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Kent767
01-28-2003, 04:25 PM
Ok i know this is a newb question..

When im placing an object in the scene
i translate first then rotate

when using a camera, i do negative rotations, then a negative translation of my camera position??

is this correct??

Kent

nexusone
01-28-2003, 05:52 PM
basic camera movement and object movement

// Camera
glRotate // rotate here to move camera in arc around point
glTranslate // Point in which to move camera out
glRotate // Rotate camera on it axis

//Objects
glPushMatrix();
glRotate // rotate object around world axis
glTranslate // move object to a point in space
glRotate // rotate object on it's axis
draw_object
glPopMatrix();

Repeat above push/pop matrix for each object

Kent767
01-28-2003, 06:21 PM
ok, i think i follow..
im kinda confused on the second rotate... (rotate on 'its' axis)?

what more would you need than to translate the object, then do whatever rotations..

then do the same w/ the camera in the opposite order?

nexusone
01-29-2003, 04:17 AM
As you may know openGl does not move the camera, but you move the world around it.

The Camera is always at 0,0,0 so we translate and rotate to get part of our world we want in front of it.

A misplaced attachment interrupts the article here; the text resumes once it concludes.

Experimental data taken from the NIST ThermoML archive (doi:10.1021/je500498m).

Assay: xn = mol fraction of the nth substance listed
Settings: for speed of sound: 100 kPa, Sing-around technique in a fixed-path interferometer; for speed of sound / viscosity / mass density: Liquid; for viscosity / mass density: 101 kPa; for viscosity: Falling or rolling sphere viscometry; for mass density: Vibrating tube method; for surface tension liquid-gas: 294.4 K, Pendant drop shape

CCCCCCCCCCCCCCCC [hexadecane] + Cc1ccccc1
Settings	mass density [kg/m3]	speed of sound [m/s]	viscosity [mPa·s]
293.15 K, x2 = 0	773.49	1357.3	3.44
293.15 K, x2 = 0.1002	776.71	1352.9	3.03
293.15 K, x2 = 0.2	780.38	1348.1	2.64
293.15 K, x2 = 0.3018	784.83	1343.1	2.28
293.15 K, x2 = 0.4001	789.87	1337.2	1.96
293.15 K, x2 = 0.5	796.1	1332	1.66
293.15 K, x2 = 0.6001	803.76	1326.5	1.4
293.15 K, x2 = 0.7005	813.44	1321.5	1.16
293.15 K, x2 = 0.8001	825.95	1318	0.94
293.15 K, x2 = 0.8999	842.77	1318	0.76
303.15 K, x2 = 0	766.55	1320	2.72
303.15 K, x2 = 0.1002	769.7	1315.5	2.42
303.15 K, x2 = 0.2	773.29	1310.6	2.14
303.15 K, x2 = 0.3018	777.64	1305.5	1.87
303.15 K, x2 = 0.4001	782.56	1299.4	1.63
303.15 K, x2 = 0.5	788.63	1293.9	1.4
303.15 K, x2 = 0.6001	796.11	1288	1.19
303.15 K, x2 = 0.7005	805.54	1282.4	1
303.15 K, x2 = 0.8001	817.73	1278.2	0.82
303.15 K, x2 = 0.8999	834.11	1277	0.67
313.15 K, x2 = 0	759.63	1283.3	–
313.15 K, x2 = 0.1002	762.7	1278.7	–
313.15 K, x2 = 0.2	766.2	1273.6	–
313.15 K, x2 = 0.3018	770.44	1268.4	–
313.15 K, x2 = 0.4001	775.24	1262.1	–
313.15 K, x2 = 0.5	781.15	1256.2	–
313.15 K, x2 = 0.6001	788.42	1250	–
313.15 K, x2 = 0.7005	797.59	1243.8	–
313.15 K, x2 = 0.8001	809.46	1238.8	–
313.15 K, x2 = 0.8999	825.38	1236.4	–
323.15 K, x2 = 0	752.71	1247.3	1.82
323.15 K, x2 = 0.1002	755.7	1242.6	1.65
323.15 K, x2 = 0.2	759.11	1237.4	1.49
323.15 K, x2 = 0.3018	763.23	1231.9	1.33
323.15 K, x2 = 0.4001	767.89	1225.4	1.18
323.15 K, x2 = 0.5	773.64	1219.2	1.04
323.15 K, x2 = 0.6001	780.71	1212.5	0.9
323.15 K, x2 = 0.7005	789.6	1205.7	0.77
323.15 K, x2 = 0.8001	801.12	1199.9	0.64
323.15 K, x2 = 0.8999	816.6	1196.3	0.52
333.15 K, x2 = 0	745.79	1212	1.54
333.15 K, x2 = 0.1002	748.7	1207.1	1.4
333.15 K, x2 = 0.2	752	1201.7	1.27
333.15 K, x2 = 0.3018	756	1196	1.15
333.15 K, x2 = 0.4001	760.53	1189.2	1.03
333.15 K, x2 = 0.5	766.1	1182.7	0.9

Also all of our object are drawn in reference to 0,0,0 at the thier initial state.

Now Camera and objects will be acted on in reverse order by translate and rotate.

Camera example:

glRotatef( 15, 1, 0, 0)
glTranslatef( 5, 0, 0);

Our view will be first translated out on the x axis 5 units, then rotated 15 degrees. But remember all operations are done base on the origin of 0,0,0
The results is that the camera is moved in a arc of 15 degrees on the x axis, with a radius of 5 units.

Now lets swap the two:

glTranslatef( 5, 0, 0);
glRotatef( 15, 1, 0, 0)

Now the camera is rotated 15 degrees on the x axis at 0,0,0 and then translated 5 units out. Thus we now have the camera looking at a 15 angle on the x-axis and 5 units on the x axis from the origin.

You see the results are totally diffrent, the same goes for objects and the order.

When we use the above for the camera operations, we must have these operation effect each object in our scene, but not have one objects translate/rotate effect anothers. So we use Push/pop Matrix, to save the matrix before we draw our object.

Object:

glPushMatrix() // Save current matrix to stack
glTranslate // move object to location in our world
glRotate // Rotate object own its axis
draw_object
glPopMatrix() // Load back matrix state before object operations.

If we did not use the push/pop matrix the translate/rotate would effect the location of our next object.
Note sometimes we can use the effect of the first object on the seconed object to our advantage.

See my clock demo on my website, very good demo on the useage of push/pop matrix..
http://www.angelfire.com/linux/nexusone/index.html

Originally posted by Kent767:
ok, i think i follow..
im kinda confused on the second rotate... (rotate on 'its' axis)?